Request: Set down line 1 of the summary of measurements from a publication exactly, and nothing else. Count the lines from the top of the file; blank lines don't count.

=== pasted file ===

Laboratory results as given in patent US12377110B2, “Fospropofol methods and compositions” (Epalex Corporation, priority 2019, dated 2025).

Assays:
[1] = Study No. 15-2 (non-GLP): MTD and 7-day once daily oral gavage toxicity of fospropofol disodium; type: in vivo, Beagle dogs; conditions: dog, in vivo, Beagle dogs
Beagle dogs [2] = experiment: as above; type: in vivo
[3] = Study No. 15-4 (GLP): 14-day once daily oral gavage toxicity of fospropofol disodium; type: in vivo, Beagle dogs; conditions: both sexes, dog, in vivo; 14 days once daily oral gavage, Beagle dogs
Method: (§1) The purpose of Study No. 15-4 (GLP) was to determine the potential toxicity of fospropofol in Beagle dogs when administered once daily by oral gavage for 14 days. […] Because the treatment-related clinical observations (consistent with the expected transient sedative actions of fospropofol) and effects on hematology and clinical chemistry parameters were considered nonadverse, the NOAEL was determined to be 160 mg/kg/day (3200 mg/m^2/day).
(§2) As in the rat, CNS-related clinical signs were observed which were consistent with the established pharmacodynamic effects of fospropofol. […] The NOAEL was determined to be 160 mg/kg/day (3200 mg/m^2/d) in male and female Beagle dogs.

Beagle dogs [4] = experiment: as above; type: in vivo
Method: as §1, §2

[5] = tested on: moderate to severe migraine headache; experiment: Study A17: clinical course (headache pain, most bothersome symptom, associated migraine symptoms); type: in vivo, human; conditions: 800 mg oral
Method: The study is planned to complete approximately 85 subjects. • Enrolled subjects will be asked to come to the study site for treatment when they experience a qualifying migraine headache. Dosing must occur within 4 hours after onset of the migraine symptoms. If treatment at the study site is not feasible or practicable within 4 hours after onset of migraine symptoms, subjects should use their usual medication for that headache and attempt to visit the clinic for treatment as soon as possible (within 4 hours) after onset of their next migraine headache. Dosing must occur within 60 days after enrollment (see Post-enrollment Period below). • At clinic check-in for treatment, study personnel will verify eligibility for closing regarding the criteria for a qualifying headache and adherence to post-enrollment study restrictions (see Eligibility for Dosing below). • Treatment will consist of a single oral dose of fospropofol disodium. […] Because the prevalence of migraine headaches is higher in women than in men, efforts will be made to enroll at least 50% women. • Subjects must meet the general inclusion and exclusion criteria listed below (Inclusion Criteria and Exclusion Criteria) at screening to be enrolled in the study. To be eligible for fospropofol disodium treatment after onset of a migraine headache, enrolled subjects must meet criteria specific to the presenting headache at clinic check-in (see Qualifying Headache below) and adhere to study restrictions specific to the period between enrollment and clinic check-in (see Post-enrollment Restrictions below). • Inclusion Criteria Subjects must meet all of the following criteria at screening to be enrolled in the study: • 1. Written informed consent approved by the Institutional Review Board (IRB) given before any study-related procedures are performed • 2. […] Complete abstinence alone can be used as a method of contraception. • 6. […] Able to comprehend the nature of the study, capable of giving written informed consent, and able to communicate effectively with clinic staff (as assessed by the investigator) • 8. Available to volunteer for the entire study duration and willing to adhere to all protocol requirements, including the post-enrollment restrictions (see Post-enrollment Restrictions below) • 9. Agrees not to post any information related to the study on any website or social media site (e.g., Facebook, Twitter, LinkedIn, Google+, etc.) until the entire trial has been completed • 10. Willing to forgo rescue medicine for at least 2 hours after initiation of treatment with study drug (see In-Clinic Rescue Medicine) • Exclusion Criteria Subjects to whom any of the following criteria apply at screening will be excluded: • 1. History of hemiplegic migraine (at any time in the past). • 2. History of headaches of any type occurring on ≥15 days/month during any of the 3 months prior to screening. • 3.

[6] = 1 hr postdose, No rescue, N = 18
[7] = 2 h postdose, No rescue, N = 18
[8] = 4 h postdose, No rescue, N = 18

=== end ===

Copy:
Laboratory results as given in patent US12377110B2, “Fospropofol methods and compositions” (Epalex Corporation, priority 2019, dated 2025).